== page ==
Sixty years ago, two organizations—the University of Minnesota and the Lions—combined their aspirations and their resources to create the Minnesota Lions Eye Bank (now Lions Gift of Sight). Both recognized that they held the common interest of serving the people of Minnesota, and one way to act on this service was to give the state an eye bank.
Dr. Harris, chair of the Department of Ophthalmology, laid the groundwork for an eye bank by developing a plan to ask the families of deceased patients at University of Minnesota-affiliated hospitals to donate their loved ones’ eyes. He then worked with the School of Mortuary Science to establish a mutually-acceptable technique for removing donor eyes.
Austin, Minn., Lions club member, George Dugan, solicited Lions club support across the state and arranged financial backing for an eye bank. Thanks to Mr. Dugan’s efforts, Minnesota Lions, at their annual meeting in June 1960, unanimously adopted the eye bank resolution, and the Minnesota Lions Eye Bank was born.
In the spring of 1961, Minnesota Lions presented the University with a check for $6,400 to cover the first year's operations: $4,000 for a technician, $1,800 for clerical help, and $600 for miscellaneous items. Lions contributions increased regularly as the eye bank program expanded, and today Lions donations top $200,000 per year. These donations support not just the eye bank but also help the Lions Children’s Eye Clinic, the Lions Macular Degeneration Center, eye research efforts at the Lions Research Building, and the Lions Eye Surgery Center.
Lions club members solicited public support for the eye bank by instituting a donor card system. By the early 1970’s, thanks to the outreach of local Lions clubs, approximately 100,000 Minnesotans carried donor cards asking that their eyes be donated to the Minnesota Lions Eye Bank after death. Lions, always with an eye on eliminating preventable blindness, had the foresight to include donation for research purposes on the first Minnesota eye donor cards!
To facilitate eye donation throughout the state, local Lions clubs provided hospitals with eye donor kits, containing the necessary instructions and materials to enable any physician to remove eyes from a deceased person. But how to get the donated eyes to the eye bank in time remained a problem. Fortunately, in June 1962, the Minnesota Highway Patrol stepped in and offered to relay donated eyes from patrol district to patrol district (with lights and sirens, if necessary!) until they reached the University Hospital in Minneapolis. For 42 years, the Minnesota State Patrol was a dedicated transportation partner, helping the eye bank serve its 86-thousand square mile territory.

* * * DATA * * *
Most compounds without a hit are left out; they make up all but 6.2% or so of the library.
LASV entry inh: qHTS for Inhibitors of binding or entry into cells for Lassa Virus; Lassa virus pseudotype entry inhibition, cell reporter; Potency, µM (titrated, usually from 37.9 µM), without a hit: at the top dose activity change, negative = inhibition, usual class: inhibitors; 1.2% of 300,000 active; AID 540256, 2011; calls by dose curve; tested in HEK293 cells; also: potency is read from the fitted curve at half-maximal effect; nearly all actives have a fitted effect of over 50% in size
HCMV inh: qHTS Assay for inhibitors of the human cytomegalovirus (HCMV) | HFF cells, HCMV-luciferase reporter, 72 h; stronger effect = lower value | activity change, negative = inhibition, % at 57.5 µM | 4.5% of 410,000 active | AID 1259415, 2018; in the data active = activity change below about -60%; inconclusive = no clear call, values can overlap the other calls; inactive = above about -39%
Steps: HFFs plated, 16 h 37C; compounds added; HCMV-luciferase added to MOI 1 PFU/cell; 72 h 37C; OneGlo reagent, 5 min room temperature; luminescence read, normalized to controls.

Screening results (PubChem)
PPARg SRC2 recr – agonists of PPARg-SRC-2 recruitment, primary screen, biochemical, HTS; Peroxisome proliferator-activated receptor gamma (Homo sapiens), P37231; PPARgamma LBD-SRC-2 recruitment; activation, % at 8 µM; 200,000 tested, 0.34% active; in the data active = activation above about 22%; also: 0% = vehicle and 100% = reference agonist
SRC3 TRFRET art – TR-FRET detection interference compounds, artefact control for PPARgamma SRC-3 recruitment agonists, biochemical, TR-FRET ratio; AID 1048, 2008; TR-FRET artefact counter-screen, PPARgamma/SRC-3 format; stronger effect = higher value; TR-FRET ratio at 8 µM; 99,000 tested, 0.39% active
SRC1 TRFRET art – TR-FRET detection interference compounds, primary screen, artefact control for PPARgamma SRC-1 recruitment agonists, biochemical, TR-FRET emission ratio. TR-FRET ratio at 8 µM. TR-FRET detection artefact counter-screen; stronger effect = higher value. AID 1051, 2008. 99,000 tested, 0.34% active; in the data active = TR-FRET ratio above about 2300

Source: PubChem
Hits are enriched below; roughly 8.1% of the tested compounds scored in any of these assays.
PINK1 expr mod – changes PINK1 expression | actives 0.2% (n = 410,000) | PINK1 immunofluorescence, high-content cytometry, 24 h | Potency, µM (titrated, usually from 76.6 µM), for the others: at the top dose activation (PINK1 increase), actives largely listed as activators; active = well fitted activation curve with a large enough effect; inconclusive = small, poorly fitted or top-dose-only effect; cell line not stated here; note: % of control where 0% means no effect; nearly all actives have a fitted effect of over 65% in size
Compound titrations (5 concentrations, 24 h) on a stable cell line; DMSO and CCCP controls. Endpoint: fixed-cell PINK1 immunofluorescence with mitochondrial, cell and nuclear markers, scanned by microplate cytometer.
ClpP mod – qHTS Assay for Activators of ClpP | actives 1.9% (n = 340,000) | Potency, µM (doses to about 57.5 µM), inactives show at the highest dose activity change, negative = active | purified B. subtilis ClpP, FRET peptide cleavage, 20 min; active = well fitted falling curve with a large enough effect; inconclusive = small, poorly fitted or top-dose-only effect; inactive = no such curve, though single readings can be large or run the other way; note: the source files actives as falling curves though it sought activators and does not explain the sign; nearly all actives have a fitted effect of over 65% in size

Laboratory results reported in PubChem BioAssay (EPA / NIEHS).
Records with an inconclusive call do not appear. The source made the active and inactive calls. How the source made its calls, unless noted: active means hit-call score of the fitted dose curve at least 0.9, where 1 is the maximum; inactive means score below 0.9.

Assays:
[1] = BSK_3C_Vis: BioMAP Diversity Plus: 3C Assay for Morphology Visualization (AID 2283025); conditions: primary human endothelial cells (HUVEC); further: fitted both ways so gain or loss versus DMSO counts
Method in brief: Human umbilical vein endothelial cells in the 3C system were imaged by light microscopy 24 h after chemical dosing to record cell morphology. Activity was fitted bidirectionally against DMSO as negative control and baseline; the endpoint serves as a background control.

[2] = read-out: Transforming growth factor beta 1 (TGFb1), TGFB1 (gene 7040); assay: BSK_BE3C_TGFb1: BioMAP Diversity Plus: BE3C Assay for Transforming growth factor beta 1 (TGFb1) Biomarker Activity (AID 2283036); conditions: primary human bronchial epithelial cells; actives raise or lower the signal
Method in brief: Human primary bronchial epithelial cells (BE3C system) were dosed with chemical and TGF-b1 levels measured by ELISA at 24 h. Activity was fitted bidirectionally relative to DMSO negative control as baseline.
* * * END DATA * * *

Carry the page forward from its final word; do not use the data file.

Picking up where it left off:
Minnesota governors also contributed to the cause, proclaiming one week in March as “Eye Bank Week.” In 1983, President Ronald Reagan added national support when he proclaimed the first National Eye Donor Month. Now Congress designates each November as Eye Donor Month.
Funeral Director Support
By the early 1970s, the number of eyes coming to the eye bank had plateaued to about 200 per year. Despite statewide efforts, most donations still occurred in the Minneapolis-Saint Paul Metro Area, and eye donation opportunities for deceased persons in greater Minnesota were severely limited.
One attempt to clear this bottleneck and bring eye donation services to the entire state was the 1974 legislation authorizing specially-trained morticians to remove eyes, thus increasing the supply potential. The eye bank developed a training program to teach funeral directors enucleation (the removal of eyes for eye banking purposes). Funeral directors enthusiastically embraced the program, and over the years became increasingly active in supplying donor material to the eye bank. The cornerstone of eye recovery in greater Minnesota for 30 years, they enucleated more than 10,000 eyes and helped thousands receive corneal transplants.
Funeral homes are still vital partners in the field of eye donation and family support and a number of Lions Gift of Sight staff members are licensed funeral directors.
Corneal Storage Breakthrough
In its early days, cornea transplantation was similar to modern organ transplantation: A donor cornea had to be transplanted within a few hours of the donor’s death. This restriction severely limited the number of potential transplants.
In 1972, the Minnesota Lions Eye Bank developed organ culture preservation, which allowed long-term storage. Later, the eye bank was instrumental in developing a solution that preserved the cornea for up to two weeks and permitted corneal surgeries to be performed as scheduled procedures. Short-term storage revolutionized eye banking, and the technology is still in use around the world today.
On January 1, 2018, Minnesota Lions Eye Bank changed its organization name to Lions Gift of Sight. Several compelling reasons led to the name change decision, including:
- Minnesota Lions Eye Bank, now Lions Gift of Sight, serves a large area that is outside of Minnesota, and a name that is not state-specific is more inclusive.
- The word “bank” often leads people to believe that we are involved in finance. The new name does not prompt the same misconceptions.
- As eye banks diversify, their services to surgeons include resources that do not fall under traditional “eye banking.”
Whether as Minnesota Lions Eye Bank or Lions Gift of Sight, we are committed to providing the best service to all who benefit from our work. Thank you for 60 years of support!